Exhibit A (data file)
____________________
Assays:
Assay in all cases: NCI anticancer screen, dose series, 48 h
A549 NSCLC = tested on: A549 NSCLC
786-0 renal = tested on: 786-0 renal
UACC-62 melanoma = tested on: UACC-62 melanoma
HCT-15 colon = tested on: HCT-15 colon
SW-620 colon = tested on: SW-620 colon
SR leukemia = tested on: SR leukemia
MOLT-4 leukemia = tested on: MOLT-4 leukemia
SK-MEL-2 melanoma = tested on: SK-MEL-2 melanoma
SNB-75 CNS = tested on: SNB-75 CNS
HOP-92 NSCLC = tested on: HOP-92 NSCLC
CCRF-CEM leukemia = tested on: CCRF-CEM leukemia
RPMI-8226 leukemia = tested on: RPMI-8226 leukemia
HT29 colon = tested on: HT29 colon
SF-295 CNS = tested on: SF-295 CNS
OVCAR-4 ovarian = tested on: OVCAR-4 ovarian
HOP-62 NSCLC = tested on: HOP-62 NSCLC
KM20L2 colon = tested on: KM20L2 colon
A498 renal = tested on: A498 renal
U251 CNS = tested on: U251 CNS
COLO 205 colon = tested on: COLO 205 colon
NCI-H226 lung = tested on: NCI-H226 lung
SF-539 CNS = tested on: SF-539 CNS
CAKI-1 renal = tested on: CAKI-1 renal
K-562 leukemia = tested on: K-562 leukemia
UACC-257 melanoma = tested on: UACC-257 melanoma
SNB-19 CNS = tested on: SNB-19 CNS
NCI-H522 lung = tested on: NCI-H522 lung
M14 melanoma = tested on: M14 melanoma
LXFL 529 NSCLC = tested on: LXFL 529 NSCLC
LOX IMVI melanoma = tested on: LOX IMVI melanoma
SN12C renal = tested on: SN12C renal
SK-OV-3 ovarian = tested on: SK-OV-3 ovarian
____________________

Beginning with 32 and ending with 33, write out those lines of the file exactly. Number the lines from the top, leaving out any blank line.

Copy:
LOX IMVI melanoma = tested on: LOX IMVI melanoma
SN12C renal = tested on: SN12C renal